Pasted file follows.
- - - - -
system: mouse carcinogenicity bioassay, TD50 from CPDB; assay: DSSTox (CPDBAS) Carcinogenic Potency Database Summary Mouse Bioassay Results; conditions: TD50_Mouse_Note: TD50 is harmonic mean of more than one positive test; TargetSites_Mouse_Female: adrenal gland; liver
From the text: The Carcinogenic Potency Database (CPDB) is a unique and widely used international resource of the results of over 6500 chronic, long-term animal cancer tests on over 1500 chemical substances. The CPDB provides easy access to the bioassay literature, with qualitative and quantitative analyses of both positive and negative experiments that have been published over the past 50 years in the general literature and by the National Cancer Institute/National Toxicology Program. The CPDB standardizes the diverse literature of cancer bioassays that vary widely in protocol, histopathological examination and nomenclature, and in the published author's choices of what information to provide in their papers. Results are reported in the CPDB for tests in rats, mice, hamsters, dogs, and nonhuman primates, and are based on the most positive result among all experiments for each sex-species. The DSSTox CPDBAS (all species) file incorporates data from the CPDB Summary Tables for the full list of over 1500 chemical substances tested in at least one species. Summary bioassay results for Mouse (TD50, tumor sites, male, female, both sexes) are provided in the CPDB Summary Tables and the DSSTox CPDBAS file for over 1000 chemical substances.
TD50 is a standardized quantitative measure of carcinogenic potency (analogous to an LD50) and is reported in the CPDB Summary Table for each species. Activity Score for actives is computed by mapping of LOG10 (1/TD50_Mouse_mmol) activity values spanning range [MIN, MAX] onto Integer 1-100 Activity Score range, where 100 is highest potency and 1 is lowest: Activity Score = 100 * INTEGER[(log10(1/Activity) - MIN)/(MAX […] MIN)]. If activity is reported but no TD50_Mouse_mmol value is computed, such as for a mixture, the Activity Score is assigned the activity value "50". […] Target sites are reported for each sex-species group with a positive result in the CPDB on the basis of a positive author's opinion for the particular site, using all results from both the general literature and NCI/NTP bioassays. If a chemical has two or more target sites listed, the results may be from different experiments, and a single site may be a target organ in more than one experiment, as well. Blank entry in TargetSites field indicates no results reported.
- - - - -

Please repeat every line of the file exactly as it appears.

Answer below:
system: mouse carcinogenicity bioassay, TD50 from CPDB; assay: DSSTox (CPDBAS) Carcinogenic Potency Database Summary Mouse Bioassay Results; conditions: TD50_Mouse_Note: TD50 is harmonic mean of more than one positive test; TargetSites_Mouse_Female: adrenal gland; liver
From the text: The Carcinogenic Potency Database (CPDB) is a unique and widely used international resource of the results of over 6500 chronic, long-term animal cancer tests on over 1500 chemical substances. The CPDB provides easy access to the bioassay literature, with qualitative and quantitative analyses of both positive and negative experiments that have been published over the past 50 years in the general literature and by the National Cancer Institute/National Toxicology Program. The CPDB standardizes the diverse literature of cancer bioassays that vary widely in protocol, histopathological examination and nomenclature, and in the published author's choices of what information to provide in their papers. Results are reported in the CPDB for tests in rats, mice, hamsters, dogs, and nonhuman primates, and are based on the most positive result among all experiments for each sex-species. The DSSTox CPDBAS (all species) file incorporates data from the CPDB Summary Tables for the full list of over 1500 chemical substances tested in at least one species. Summary bioassay results for Mouse (TD50, tumor sites, male, female, both sexes) are provided in the CPDB Summary Tables and the DSSTox CPDBAS file for over 1000 chemical substances.
TD50 is a standardized quantitative measure of carcinogenic potency (analogous to an LD50) and is reported in the CPDB Summary Table for each species. Activity Score for actives is computed by mapping of LOG10 (1/TD50_Mouse_mmol) activity values spanning range [MIN, MAX] onto Integer 1-100 Activity Score range, where 100 is highest potency and 1 is lowest: Activity Score = 100 * INTEGER[(log10(1/Activity) - MIN)/(MAX […] MIN)]. If activity is reported but no TD50_Mouse_mmol value is computed, such as for a mixture, the Activity Score is assigned the activity value "50". […] Target sites are reported for each sex-species group with a positive result in the CPDB on the basis of a positive author's opinion for the particular site, using all results from both the general literature and NCI/NTP bioassays. If a chemical has two or more target sites listed, the results may be from different experiments, and a single site may be a target organ in more than one experiment, as well. Blank entry in TargetSites field indicates no results reported.